D-Lightful D-Link D-Vices

Do the antenna come off so that you can switch them w/ hi gain antenna?

D-link = dead link…

All Dlink link routers listed here have horrible reviews on the mothership (amazon.com)

Do yourself a favor. Avoid headaches from.these routers that crash and need daily rebooting…

Splurge on a linksys router and you will not regret it.

I can’t believe I’m seriously asking this on Woot! Are either of the USB Adapters OSX compatible?

Can anyone at Woot provide the hardware revision of either the DIR-615 or DIR-651?

I’m interested in whether either can run DDWRT or a Tomato variant?

It would be best to confirm with D-Link but I did find drivers for the DWA-130. Here

You might hunt around on the D-Link site for more info.

Think it depends on the hardware revision - some on the 615s are removable, some aren’t.

Just FYI for anyone else, after getting a chance to do more thorough research on the internet, I don’t think the hardware revision matters in regards to DDWRT compatibility.

Looks like all hardware revisions of the 615 work with DDWRT.

Haven’t been able to find anything concrete, but all indications are that 651 does NOT support DDWRT.

Likewise, wasn’t able to find any definite answer on Tomato compatibility for either model. I would assume that 615 would work while 651 wouldn’t.

Further research seems to indicate OpenWRT is an option but Tomato is not. Not certain, though.

This kind of Tomato variant?

Picture of Rogetray:

I have the Wireless N 300 Gigabit router, and I haven’t rebooted in well over a year (when I turned off all the power to my house for electrical work). Just make sure you have the firmware up to date is all.

Linksys is one of the easiest routers to hack and their security is a joke.

Yes on the 615 for DD-WRT. I picked up 3 from Woot last week. All three were hardware revision E3 and could flash Version 24 preSP2 beta build 21061 directly from the original D-Link web interface. I actually set two of them up as wireless repeater bridges, following these instructions - Repeater Bridge - DD-WRT Wiki [use the Atheros instructions, because you will not see a drop-down for wireless repeater. You will need to pick “Client Bridge (routed)” and then add the virtual interface.]

I have one setup on each floor of my house, with a different SSID. My Wii and PS3 are hooked directly into the repeater closest to them. The main router gateway, connected to my cable modem is in the basement, so there is roughly 50’ to 75’ between the two repeaters and the gateway wouter. last I checked, the nearer repeater was getting 270mbps download speads from the gateway router. I don’t recall what the further one was getting, but we do watch our Roku 3 connected to it and get full super-HD quality.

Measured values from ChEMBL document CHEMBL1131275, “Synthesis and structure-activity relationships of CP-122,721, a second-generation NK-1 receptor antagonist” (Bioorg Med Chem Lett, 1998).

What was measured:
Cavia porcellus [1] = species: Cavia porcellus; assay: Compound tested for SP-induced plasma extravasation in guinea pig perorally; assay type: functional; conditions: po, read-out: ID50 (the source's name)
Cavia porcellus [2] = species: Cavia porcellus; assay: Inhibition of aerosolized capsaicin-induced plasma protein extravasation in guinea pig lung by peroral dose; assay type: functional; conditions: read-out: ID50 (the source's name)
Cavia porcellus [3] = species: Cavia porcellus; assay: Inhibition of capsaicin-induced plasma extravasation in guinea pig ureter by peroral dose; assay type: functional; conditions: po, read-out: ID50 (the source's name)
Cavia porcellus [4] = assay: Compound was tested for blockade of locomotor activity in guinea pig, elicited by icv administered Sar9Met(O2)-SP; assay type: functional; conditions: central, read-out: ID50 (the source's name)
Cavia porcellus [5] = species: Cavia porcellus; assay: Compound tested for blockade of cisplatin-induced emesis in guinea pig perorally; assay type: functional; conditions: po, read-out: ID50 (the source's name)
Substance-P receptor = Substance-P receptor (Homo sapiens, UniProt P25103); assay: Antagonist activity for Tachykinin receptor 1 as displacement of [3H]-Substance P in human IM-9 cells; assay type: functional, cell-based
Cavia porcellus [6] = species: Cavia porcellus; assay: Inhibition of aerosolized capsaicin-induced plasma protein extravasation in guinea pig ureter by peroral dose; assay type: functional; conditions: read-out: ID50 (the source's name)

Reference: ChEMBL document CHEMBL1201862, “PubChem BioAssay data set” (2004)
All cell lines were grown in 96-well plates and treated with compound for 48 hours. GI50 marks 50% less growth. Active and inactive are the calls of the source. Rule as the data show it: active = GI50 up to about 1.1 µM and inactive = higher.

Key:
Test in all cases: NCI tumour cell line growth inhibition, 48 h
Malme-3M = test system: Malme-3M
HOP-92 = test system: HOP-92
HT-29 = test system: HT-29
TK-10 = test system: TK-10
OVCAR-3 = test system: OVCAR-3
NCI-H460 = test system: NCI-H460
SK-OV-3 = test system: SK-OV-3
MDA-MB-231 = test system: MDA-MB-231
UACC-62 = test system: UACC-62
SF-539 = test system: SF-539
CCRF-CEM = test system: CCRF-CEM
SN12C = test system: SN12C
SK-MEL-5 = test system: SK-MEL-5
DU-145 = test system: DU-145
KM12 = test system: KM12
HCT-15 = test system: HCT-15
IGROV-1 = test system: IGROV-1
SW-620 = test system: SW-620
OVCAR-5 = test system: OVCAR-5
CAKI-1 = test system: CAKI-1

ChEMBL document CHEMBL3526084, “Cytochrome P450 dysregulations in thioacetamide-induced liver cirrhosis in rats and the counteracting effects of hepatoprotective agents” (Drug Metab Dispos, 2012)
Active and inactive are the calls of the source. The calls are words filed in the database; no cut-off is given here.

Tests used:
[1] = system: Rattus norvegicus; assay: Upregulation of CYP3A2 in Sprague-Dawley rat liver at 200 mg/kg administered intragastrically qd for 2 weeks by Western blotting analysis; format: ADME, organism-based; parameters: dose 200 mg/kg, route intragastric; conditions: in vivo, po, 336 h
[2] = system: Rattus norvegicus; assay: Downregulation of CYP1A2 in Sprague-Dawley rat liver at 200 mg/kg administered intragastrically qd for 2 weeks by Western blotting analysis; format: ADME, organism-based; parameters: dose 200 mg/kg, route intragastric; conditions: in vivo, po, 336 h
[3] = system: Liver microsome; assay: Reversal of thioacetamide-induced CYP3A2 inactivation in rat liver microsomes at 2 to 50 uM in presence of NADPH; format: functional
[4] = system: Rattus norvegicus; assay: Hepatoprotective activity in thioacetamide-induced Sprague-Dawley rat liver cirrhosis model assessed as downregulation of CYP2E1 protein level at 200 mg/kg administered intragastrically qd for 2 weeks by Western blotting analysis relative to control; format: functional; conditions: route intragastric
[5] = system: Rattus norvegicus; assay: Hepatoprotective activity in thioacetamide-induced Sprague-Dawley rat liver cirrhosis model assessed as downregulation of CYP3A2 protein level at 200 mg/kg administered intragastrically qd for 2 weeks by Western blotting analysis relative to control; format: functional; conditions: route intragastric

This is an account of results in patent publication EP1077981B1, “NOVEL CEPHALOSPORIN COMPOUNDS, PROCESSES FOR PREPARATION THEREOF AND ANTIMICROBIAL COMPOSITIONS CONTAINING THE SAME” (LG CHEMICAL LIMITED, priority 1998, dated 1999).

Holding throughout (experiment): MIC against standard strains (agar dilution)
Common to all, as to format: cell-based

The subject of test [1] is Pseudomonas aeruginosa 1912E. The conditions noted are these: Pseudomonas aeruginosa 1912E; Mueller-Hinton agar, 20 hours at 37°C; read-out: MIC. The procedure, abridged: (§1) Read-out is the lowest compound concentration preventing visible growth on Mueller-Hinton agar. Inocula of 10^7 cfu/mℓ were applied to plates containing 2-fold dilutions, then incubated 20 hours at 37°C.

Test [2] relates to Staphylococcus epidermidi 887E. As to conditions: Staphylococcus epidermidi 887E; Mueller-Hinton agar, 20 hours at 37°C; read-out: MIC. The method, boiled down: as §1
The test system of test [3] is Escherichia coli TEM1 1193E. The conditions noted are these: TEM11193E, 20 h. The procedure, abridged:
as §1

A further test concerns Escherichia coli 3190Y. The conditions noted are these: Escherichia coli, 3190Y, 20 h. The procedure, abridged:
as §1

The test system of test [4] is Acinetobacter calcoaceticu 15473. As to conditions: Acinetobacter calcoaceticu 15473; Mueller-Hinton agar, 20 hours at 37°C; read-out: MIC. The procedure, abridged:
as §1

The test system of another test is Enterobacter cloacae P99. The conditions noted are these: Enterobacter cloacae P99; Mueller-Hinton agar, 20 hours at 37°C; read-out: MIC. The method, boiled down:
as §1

So far, these have been rock solid, with no drops, disconnects, or resets. The anteneas are not removable on the ones I got :frowning:

I am very happy with the performance for under $50 total.

I have to agree, I’ve used many Linksys and Netgear and the DLink I have now is by far the best. If you configure it properly you won’t have to power cycle it daily. Not sure how to configure it to cause daily power cycles though…

WBR2310 needed rebooting at least once a day with the factory settings. One should not have to use open source firmware to make a device work properly. All the routers here got very bad reviews on amazon…so feel free to buy all the dead link routers you want. I wouldn’t take one for free

Only thing worse than a D-Link router is a refurbished D-Link router.

I bought mine back in Dec of 2009 from woot (it was a refurb) and have been running ddwrt on mine for a long while. The model looks a bit different, but it is the same name DIR-615, but not sure if the hardware has changed. It’s pretty stable and I haven’t had to reboot it any more than any of my previous routers.

Thanks both waynemr and banshee9x for the responses about hardware revision and DDWRT compatibility.

As far as whether it should or shouldn’t be necessary to use open-source firmware to make a router work, factory firmware is always too limited and basic - even when it’s stable.

This may not be acccurate. I bought a D-Link 615 a while back (not from Woot) thinking I would OpenWRT it, since I had gone through two Linksys and one Belkin in a year and each one died on me. I read complaints about the D-Link router dropping connections, esp. if an apple and a non-apple device were both connected (higher bandwidth used, I imagine).

Anyway, I ended up with revision A of the hardware, which even today isn’t supported by OpenWRT. Neither is version B, which is what the comapany who sold it to me offered to trade it for (they had advertised it as “the latest” version, which to him meant “D-615 is the latest!!”, s my complaint went nowhere).

Bottom line: Make sure FROM WOOT that the revision is c or better, if you want to OpenWRT this baby. Then check for yourself here: http://wiki.openwrt.org/toh/start#d-link
Even among the newer revisions, since the chipset/platforms are different, you may find a difference in reliability - I don’t have personal experience with revisions C, D, or E so I don’t want to speak to that.

Also, a side note: I can’t praise the windsurfer template for antenna reflectors enough. I got a chance to teach my son something about radio waves, and my wife was a little happier as a result – that did seem to reduce the number of reboots required to two or three a week, rather than the daily reboots before. You can use this link to help yourself: Ez-12

I wouldn’t be so sure, without double-checking the specific hardware revisions. I have had two D-615s (revisions a and b) and neither would work with either DDWRT or Tomato. There is nothing more frustrating than buying something based on people telling me that all will be well and it does not end up being so :-). Please do your research carefully!